Emory reaches out with prayers and resources in wake of Boston tragedy

Emory Report | April 16, 2013

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Emory organizes a prayer and reflection service and offers resources to those affected by the tragedy at the Boston Marathon, as well as safety reminders for the community. Emory Photo/Video.

A time for reflection and prayer for those affected by the Boston Marathon tragedy has been set for Wednesday, April 17, at 11 a.m. in Asbury Circle.  

The Emory University community is invited to write prayers and offer messages of grief and hope.  At noon, students will offer public prayers from various religious traditions.   

Thus far, no one connected to the Emory community has been found to be among the victims of the explosions that occurred Monday, April 15, at the finish line of the iconic race.

"Please join us Wednesday, in Asbury Circle, to offer comfort to one another and to offer hope to Boston and the world," says Lisa Garvin, associate dean of the Chapel and Religious Life.  

On Tuesday morning, President James W. Wagner offered community members a message of condolence. And the flag on the Quad was flown at half-staff to honor the victims of the Boston Marathon bombings.

An ongoing recovery

Images from the Boston bombings were eerily familiar to Alex Isakov, executive director for Emory's Office of Critical Event Preparedness and Response (CEPAR). Isakov had twice worked at the marathon's finish line during a fellowship with Boston's Emergency Medical Services.  

"I know that space intimately," he recalls. "They take the marathon very seriously and they take security very seriously. They have a level of preparedness that is superior to most, but no one relishes responding to an event like this — it always takes its toll."  

As the medical and law enforcement response continues to unfold, Isakov points out that "the recovery phase for those impacted, as well as those injured, is ongoing."  

"At Emory, there are resources for people who need to talk and process what they saw, heard and felt. Mental health counselors and others can help, from Student Health and Counseling Services and the Faculty Staff Assistance Program," he adds.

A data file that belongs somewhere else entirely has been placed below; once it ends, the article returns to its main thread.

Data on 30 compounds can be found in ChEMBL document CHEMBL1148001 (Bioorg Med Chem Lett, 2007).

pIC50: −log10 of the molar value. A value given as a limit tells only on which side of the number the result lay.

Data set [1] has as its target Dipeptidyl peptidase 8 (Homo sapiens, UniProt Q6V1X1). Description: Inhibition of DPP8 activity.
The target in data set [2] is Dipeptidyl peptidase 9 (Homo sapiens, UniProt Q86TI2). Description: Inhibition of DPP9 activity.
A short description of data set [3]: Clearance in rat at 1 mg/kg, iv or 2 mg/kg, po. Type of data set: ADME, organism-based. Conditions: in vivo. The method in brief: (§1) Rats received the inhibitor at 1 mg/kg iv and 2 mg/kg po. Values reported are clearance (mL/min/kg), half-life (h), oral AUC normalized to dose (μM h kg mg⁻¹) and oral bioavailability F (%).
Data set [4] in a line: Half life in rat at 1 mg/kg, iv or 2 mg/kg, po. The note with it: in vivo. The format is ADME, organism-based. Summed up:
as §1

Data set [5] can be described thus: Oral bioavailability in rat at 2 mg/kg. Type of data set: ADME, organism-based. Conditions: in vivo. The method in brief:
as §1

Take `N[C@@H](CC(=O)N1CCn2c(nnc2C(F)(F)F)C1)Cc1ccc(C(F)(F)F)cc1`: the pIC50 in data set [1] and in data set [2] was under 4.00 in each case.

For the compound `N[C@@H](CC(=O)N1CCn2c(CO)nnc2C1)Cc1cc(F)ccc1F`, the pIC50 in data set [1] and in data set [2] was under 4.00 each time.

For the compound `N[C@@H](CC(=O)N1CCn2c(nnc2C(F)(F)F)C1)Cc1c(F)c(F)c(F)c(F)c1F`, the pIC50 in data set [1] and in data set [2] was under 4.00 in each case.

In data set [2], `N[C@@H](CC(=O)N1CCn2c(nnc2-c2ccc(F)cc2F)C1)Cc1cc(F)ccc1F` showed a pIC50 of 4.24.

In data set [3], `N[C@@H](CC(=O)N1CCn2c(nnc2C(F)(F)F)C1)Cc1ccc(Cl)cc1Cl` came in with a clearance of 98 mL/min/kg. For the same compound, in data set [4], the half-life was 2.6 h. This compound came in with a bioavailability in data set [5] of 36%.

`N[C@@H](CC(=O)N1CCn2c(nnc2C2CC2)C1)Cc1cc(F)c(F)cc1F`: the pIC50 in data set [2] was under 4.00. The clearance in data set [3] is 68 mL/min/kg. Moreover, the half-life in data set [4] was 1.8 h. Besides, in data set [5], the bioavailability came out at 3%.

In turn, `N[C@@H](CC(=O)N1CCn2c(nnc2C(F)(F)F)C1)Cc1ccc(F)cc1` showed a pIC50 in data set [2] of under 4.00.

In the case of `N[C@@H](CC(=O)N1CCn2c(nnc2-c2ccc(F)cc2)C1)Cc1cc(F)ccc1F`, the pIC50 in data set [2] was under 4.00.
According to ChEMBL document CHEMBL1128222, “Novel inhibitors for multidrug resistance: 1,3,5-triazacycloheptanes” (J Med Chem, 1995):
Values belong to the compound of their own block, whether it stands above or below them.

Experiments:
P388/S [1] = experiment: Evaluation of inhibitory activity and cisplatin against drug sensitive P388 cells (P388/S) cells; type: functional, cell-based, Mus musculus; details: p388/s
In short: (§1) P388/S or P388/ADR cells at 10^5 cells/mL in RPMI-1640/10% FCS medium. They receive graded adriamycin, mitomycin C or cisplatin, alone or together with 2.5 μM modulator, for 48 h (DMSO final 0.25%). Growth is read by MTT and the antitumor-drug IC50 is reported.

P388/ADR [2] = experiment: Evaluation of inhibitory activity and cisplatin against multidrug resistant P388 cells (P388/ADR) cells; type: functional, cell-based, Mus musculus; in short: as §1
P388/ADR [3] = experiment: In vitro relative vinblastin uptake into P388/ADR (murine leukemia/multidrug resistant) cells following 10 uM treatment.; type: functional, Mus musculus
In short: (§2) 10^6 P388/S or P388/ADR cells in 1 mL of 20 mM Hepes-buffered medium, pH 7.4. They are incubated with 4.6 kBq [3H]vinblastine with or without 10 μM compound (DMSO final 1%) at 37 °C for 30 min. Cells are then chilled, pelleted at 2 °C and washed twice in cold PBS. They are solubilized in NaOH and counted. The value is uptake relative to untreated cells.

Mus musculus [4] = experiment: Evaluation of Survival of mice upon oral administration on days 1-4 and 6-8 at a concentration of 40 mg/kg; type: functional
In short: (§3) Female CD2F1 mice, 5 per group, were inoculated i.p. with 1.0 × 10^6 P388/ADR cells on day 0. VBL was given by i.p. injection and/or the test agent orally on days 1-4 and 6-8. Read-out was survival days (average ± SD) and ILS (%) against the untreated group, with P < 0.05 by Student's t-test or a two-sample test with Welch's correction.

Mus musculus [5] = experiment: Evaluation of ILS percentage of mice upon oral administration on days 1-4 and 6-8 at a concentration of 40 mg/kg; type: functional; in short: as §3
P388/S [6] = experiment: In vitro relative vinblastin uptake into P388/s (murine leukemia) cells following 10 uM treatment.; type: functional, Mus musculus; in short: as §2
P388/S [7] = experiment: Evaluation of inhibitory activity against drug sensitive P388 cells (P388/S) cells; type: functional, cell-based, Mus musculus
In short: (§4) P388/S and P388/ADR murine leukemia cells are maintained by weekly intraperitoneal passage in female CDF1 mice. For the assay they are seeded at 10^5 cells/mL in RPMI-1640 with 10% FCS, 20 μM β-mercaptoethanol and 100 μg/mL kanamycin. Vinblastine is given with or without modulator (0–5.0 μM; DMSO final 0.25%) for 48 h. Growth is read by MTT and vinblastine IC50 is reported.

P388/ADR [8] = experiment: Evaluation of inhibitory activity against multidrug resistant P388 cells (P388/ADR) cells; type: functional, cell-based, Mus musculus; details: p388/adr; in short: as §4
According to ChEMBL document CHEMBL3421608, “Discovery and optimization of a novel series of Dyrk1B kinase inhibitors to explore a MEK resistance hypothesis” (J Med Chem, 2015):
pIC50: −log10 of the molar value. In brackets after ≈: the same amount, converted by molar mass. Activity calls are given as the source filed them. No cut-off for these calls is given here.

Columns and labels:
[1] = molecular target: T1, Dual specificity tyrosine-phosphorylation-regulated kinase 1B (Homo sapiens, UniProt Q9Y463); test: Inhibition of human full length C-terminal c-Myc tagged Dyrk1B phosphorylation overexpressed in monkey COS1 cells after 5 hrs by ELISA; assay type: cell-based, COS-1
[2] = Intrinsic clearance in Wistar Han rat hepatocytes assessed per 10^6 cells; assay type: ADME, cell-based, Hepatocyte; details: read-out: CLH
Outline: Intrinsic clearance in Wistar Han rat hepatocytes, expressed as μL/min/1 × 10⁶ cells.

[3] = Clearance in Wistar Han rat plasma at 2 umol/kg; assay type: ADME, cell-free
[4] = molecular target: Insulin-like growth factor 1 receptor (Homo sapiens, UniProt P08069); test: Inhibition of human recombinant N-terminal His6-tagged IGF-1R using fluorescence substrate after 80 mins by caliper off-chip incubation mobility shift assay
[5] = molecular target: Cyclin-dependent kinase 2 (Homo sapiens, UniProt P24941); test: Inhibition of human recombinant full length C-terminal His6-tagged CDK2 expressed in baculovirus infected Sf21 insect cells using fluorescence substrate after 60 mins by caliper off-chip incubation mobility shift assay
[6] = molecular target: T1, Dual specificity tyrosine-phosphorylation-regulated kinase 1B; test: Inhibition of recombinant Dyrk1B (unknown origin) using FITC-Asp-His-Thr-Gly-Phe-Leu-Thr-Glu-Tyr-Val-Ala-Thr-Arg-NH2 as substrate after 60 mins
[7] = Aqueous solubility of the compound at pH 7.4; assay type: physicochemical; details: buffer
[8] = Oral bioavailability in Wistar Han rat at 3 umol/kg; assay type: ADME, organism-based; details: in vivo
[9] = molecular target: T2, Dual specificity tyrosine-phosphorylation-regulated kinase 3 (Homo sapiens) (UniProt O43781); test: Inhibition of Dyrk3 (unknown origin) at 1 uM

Emory's Division of Campus Life has already been reaching out to students — particularly those from the Boston area — via email to let them know of campus resources.

Putting safety measures in place

Emory's Office of Critical Event Preparedness and Response offers a reminder of the importance of reviewing basic safety measures that anyone can follow to contribute to "a better-prepared, more disaster-resilient community," says Isakov.  

"I think everybody has a role in that — not just professional responders, but as individuals," he adds. "This is an opportunity to reflect on what we can do as individuals to help, to think about having a personal plan of action."  

At Emory, a good place to start is by reviewing the "Just In Time" emergency guides and Preparedness Checklist that are available for both Emory's Atlanta and Oxford campuses, says Sam Shartar, CEPAR senior administrator.  

The online guides offer quick reference for emergency phone numbers and tips for how to handle incidents ranging from suspected hazardous devices or bomb threats, general evacuation procedures, campus violence or personal safety concerns.  

After consulting an overview of Emory safety procedures, Shartar also recommends:  

  • Enrolling in Emory's Emergency Notification System, which alerts students, staff, faculty and visitors of emergencies through a number of devices, including text messages, email, Twitter or Facebook.

  • Be alert and aware of your surroundings. The community can play an important role by simply being vigilant. From a suspicious package or abandoned backpack to observing individuals in places where they shouldn't be, "if you see something that seems suspicious, that doesn't feel right to you, that doesn't fit in with the setting, call the police," Shartar says. "Trust that inner voice and make a phone call."

  • Assess everyday surroundings — be it a dorm room, classroom or public space — and make a plan, imagining what you might do in the event of an actual incident. "Take terrorism out of it — it could be a summer thunderstorm that produces dangerous lightning, or a tornado. Do you know where you would go?" Shartar asks.

  • Have an emergency communication plan with family, friends or co-workers. How will you connect? Do they have numbers to reach you?

  • Be prepared. Consider enrolling in a basic First Aid or CPR class.

  • Take appropriate actions for the emergency instructions provided.

Those who feel the need to talk to someone are encouraged to contact Emory's Faculty Staff Assistance Program at 404-727-4328, Student Health and Counseling Services at 404-727-7450, or the Oxford College Counseling Center at 770-784-8376.